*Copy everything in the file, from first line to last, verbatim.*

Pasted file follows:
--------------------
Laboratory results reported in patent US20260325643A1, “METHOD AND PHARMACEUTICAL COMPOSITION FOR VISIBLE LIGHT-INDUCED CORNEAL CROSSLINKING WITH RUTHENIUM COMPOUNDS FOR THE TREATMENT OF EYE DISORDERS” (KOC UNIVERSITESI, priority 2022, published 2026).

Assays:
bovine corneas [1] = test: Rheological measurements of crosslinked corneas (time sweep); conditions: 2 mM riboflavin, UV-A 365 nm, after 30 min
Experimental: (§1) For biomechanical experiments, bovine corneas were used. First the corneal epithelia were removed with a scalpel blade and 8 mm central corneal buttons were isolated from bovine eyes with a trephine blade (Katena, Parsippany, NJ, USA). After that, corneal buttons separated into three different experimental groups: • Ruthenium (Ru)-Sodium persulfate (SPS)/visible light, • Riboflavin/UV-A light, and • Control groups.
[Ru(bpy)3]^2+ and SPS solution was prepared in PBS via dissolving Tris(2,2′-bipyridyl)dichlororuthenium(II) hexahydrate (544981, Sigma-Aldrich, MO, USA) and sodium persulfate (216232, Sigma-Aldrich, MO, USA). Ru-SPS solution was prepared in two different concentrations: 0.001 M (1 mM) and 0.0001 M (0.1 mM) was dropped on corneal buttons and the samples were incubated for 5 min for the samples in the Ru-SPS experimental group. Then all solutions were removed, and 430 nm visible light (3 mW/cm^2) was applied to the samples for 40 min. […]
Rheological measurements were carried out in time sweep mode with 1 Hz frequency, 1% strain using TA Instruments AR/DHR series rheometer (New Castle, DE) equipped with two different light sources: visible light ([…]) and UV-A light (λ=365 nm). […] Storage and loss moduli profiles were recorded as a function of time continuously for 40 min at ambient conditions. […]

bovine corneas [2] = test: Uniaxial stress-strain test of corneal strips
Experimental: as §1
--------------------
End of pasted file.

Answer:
Laboratory results reported in patent US20260325643A1, “METHOD AND PHARMACEUTICAL COMPOSITION FOR VISIBLE LIGHT-INDUCED CORNEAL CROSSLINKING WITH RUTHENIUM COMPOUNDS FOR THE TREATMENT OF EYE DISORDERS” (KOC UNIVERSITESI, priority 2022, published 2026).

Assays:
bovine corneas [1] = test: Rheological measurements of crosslinked corneas (time sweep); conditions: 2 mM riboflavin, UV-A 365 nm, after 30 min
Experimental: (§1) For biomechanical experiments, bovine corneas were used. First the corneal epithelia were removed with a scalpel blade and 8 mm central corneal buttons were isolated from bovine eyes with a trephine blade (Katena, Parsippany, NJ, USA). After that, corneal buttons separated into three different experimental groups: • Ruthenium (Ru)-Sodium persulfate (SPS)/visible light, • Riboflavin/UV-A light, and • Control groups.
[Ru(bpy)3]^2+ and SPS solution was prepared in PBS via dissolving Tris(2,2′-bipyridyl)dichlororuthenium(II) hexahydrate (544981, Sigma-Aldrich, MO, USA) and sodium persulfate (216232, Sigma-Aldrich, MO, USA). Ru-SPS solution was prepared in two different concentrations: 0.001 M (1 mM) and 0.0001 M (0.1 mM) was dropped on corneal buttons and the samples were incubated for 5 min for the samples in the Ru-SPS experimental group. Then all solutions were removed, and 430 nm visible light (3 mW/cm^2) was applied to the samples for 40 min. […]
Rheological measurements were carried out in time sweep mode with 1 Hz frequency, 1% strain using TA Instruments AR/DHR series rheometer (New Castle, DE) equipped with two different light sources: visible light ([…]) and UV-A light (λ=365 nm). […] Storage and loss moduli profiles were recorded as a function of time continuously for 40 min at ambient conditions. […]

bovine corneas [2] = test: Uniaxial stress-strain test of corneal strips
Experimental: as §1